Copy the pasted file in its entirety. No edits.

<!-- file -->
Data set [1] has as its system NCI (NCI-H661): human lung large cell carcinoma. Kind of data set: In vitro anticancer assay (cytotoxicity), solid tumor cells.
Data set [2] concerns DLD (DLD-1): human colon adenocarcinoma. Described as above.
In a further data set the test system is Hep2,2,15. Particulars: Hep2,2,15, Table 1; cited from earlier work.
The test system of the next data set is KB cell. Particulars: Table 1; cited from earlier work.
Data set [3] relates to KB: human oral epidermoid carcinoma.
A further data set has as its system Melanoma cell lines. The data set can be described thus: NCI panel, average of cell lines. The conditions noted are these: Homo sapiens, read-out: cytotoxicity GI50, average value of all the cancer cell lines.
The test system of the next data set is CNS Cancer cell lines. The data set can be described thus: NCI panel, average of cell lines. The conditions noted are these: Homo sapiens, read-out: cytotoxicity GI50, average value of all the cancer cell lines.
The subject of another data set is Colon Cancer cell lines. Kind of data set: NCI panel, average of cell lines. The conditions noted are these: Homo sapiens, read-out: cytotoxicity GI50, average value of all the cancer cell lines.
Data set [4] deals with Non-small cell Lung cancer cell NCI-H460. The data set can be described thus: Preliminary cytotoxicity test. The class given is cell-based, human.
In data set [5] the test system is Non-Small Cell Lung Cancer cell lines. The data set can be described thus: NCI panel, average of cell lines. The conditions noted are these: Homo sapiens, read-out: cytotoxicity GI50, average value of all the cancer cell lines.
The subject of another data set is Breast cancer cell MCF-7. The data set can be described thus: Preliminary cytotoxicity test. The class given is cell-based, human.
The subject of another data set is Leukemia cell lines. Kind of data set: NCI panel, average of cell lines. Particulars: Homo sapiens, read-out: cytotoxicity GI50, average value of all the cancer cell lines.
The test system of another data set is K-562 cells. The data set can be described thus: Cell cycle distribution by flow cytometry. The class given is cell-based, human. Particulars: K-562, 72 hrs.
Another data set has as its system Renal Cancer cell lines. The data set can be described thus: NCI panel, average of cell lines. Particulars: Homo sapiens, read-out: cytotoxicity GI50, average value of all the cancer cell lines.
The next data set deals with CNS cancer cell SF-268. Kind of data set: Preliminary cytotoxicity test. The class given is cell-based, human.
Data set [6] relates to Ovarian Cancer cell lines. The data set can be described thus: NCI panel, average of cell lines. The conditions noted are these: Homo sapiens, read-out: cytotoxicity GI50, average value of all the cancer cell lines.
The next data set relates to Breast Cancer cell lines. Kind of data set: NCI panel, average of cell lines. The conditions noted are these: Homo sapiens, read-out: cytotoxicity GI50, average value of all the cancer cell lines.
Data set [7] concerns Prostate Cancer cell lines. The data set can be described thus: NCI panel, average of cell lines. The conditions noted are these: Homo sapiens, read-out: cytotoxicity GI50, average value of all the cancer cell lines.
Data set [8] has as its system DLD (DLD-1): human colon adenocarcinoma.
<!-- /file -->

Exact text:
Data set [1] has as its system NCI (NCI-H661): human lung large cell carcinoma. Kind of data set: In vitro anticancer assay (cytotoxicity), solid tumor cells.
Data set [2] concerns DLD (DLD-1): human colon adenocarcinoma. Described as above.
In a further data set the test system is Hep2,2,15. Particulars: Hep2,2,15, Table 1; cited from earlier work.
The test system of the next data set is KB cell. Particulars: Table 1; cited from earlier work.
Data set [3] relates to KB: human oral epidermoid carcinoma.
A further data set has as its system Melanoma cell lines. The data set can be described thus: NCI panel, average of cell lines. The conditions noted are these: Homo sapiens, read-out: cytotoxicity GI50, average value of all the cancer cell lines.
The test system of the next data set is CNS Cancer cell lines. The data set can be described thus: NCI panel, average of cell lines. The conditions noted are these: Homo sapiens, read-out: cytotoxicity GI50, average value of all the cancer cell lines.
The subject of another data set is Colon Cancer cell lines. Kind of data set: NCI panel, average of cell lines. The conditions noted are these: Homo sapiens, read-out: cytotoxicity GI50, average value of all the cancer cell lines.
Data set [4] deals with Non-small cell Lung cancer cell NCI-H460. The data set can be described thus: Preliminary cytotoxicity test. The class given is cell-based, human.
In data set [5] the test system is Non-Small Cell Lung Cancer cell lines. The data set can be described thus: NCI panel, average of cell lines. The conditions noted are these: Homo sapiens, read-out: cytotoxicity GI50, average value of all the cancer cell lines.
The subject of another data set is Breast cancer cell MCF-7. The data set can be described thus: Preliminary cytotoxicity test. The class given is cell-based, human.
The subject of another data set is Leukemia cell lines. Kind of data set: NCI panel, average of cell lines. Particulars: Homo sapiens, read-out: cytotoxicity GI50, average value of all the cancer cell lines.
The test system of another data set is K-562 cells. The data set can be described thus: Cell cycle distribution by flow cytometry. The class given is cell-based, human. Particulars: K-562, 72 hrs.
Another data set has as its system Renal Cancer cell lines. The data set can be described thus: NCI panel, average of cell lines. Particulars: Homo sapiens, read-out: cytotoxicity GI50, average value of all the cancer cell lines.
The next data set deals with CNS cancer cell SF-268. Kind of data set: Preliminary cytotoxicity test. The class given is cell-based, human.
Data set [6] relates to Ovarian Cancer cell lines. The data set can be described thus: NCI panel, average of cell lines. The conditions noted are these: Homo sapiens, read-out: cytotoxicity GI50, average value of all the cancer cell lines.
The next data set relates to Breast Cancer cell lines. Kind of data set: NCI panel, average of cell lines. The conditions noted are these: Homo sapiens, read-out: cytotoxicity GI50, average value of all the cancer cell lines.
Data set [7] concerns Prostate Cancer cell lines. The data set can be described thus: NCI panel, average of cell lines. The conditions noted are these: Homo sapiens, read-out: cytotoxicity GI50, average value of all the cancer cell lines.
Data set [8] has as its system DLD (DLD-1): human colon adenocarcinoma.